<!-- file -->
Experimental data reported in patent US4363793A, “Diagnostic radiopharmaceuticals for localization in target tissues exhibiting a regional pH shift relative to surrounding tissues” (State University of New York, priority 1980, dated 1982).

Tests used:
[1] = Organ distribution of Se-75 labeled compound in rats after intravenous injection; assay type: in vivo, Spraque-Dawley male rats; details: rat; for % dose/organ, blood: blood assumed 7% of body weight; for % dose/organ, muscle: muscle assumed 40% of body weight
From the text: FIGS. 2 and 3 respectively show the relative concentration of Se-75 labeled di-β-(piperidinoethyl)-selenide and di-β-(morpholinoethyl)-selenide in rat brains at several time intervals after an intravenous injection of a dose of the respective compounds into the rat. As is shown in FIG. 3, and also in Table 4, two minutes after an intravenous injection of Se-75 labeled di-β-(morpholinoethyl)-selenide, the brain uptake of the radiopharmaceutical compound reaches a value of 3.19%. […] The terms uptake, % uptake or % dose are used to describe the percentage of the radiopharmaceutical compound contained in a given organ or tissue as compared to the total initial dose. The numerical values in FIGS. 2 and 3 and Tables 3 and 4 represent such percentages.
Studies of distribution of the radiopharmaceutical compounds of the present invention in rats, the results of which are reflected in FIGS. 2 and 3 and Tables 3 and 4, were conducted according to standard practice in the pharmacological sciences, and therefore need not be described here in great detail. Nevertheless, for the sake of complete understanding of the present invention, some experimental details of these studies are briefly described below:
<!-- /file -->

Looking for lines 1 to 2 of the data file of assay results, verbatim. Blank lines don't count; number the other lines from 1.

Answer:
Experimental data reported in patent US4363793A, “Diagnostic radiopharmaceuticals for localization in target tissues exhibiting a regional pH shift relative to surrounding tissues” (State University of New York, priority 1980, dated 1982).

Tests used: